The Texas Committee on Insurance Fraud


In the summer of 2003 the Insurance Council of Texas (ICT) reached out to the Fraud Unit of the Texas Department of Insurance and asked, why can’t we work together to fight a common enemy, fraud.  It was the start of what would become the Texas Committee on Insurance Fraud.


The committee’s first meeting took place on January 24, 2004, at the Texas Department of Insurance.  SIU’s from property and casualty and life and health showed up as well as industry government relations officials and representatives from state agencies that handled insurance matters.   Various district attorneys’ offices and the Texas Attorney General’s office were also represented.  Another meeting just three months later solidified the committee’s determination to address issues that had long plagued investigators who had tried to disrupt the ever changing schemes and scams of insurance fraud criminals. 


The committee helped guide five bills into the 2005 legislative session and three of them passed.  Their success would not have taken place without the aid and direction of, at the time, State Representative Larry Taylor, an insurance agent.


The 81st legislative session may have been our most successful with the passage of one bill.  HB 148 makes it unlawful for lawyers or health professionals, including chiropractors, to solicit business by telephone or in person for the first 30 days after an auto accident or weather catastrophe.  This was atop the committee’s priority list of legislation. 


Governor Rick Perry vetoed similar legislation in HB 1519.  Only days after the veto was carried out, members of the Texas Committee on Insurance Fraud sought to find out why the veto was made and do something about it.  The committee met with the Governor’s office on several occasions and discussed the best wording for the new bill.


With the assistance of the law firm of Thompson and Coe, wording was hammered out that satisfied the governor’s office and the bill’s sponsor, Rep. Todd Smith of Euless.  With an unlikely camaraderie of support from both the Texas Trial Lawyers Association and the Texas Chiropractic Association, HB 148 weaved its way for the second time through the legislative process.   Albert Betts, at the time with the law firm of Thompson and Coe, handheld HB 148 through the House and Senate and helped ensure its passage.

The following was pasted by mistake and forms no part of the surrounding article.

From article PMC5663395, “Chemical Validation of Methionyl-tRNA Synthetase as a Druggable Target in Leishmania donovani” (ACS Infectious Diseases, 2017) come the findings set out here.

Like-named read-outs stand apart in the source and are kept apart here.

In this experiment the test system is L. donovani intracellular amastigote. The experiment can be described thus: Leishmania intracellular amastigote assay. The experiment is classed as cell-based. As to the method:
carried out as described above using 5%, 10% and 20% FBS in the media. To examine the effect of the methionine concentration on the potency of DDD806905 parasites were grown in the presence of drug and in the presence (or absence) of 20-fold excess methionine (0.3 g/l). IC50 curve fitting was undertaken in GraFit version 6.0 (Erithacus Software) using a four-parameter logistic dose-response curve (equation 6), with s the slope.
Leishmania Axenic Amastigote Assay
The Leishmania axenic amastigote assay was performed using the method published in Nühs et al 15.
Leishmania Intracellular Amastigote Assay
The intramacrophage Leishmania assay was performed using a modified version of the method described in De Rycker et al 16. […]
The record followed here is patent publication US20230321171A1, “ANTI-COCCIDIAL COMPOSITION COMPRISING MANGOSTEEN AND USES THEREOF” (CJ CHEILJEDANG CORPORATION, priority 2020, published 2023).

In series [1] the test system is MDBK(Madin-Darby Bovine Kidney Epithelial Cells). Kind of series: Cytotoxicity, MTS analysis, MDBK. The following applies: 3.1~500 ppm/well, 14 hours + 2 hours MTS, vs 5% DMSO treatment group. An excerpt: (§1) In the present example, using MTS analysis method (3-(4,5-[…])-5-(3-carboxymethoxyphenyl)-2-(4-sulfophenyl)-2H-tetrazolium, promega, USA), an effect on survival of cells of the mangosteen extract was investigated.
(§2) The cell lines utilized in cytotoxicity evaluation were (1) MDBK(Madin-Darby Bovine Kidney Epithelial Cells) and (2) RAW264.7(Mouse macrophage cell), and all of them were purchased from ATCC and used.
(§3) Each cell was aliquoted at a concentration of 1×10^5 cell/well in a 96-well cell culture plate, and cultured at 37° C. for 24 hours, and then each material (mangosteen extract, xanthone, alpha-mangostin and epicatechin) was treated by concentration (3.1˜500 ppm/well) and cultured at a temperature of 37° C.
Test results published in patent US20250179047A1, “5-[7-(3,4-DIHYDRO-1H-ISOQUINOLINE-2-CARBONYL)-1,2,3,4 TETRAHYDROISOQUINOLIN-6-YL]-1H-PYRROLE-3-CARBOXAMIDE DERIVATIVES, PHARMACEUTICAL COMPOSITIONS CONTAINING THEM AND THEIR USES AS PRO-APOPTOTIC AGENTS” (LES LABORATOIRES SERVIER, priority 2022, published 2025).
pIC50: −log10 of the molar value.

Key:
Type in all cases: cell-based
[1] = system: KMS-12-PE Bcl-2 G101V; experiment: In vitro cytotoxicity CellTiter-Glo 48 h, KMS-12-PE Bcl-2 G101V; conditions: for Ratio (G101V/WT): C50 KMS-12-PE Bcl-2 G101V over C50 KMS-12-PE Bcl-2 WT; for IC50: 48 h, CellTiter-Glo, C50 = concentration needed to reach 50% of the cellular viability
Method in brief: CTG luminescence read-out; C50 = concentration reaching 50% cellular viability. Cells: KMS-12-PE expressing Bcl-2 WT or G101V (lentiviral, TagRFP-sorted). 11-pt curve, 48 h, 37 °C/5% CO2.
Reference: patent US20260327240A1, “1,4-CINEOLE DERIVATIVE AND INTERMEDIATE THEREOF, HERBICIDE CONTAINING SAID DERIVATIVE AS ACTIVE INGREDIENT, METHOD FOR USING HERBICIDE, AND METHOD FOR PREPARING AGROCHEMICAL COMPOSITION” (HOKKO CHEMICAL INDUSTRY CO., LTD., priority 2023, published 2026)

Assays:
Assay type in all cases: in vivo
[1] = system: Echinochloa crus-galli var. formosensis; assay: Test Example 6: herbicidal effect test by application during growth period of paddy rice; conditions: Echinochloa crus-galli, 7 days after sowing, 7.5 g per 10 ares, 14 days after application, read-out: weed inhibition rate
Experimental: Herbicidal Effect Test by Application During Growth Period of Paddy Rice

HB 1634 was also atop the committee’s list of priority legislation and it died after passing through the House but coming to a halt in the Senate Transportation Committee.  The legislation would have restricted auto accident reports from being sold to telemarketers for the first 30 days.  Rep. Smith also carried this legislation and Betts helped guide the bill through the legislative process.   The opposition to the bill was never revealed until the waning days of the session. 


The committee continue to work with the Texas Department of Transportation in permanently removing the phone numbers from crash reports.  The committee had succeeded in keeping these numbers off of the reports until telemarketers through a series of court maneuvers fought to make this information public.  Upon the testimony of the Committee’s Mark Hanna, directors at TxDOT removed the personal phone numbers off of the accident reports.


In its first year the committee struggled with prompt pay legislation that frustrated life/health investigators because of the lack of time it allowed for flagging and investigating fraudulent health claims.  The Texas Legislature had fought for years to pass this legislation and once in place, lawmakers were reluctant to touch their finished product.  The committee turned to the insurance commissioner for a possible rule change that would give life/health SIUs more time to do their job, but we were turned down.  Unfortunately, many life/health SIUs gave up their fight through the committee to tackle the issue.


The Texas Committee on Insurance Fraud is open to anyone interested in fighting insurance fraud.  The committee remains committed to assist the entire industry in its ongoing battle with fraud.  It’s a never ending process and despite any successes or failures, the committee will continue to do what it can to make it more difficult for criminals to operate in the state of Texas.


The Insurance Council of Texas pays for the legal counsel to assist the committee in its support of anti-fraud legislation.  Key supporters of the committee have been the National Insurance Crime Bureau and the Coalition Against Insurance Fraud.  For information on upcoming meetings, contact





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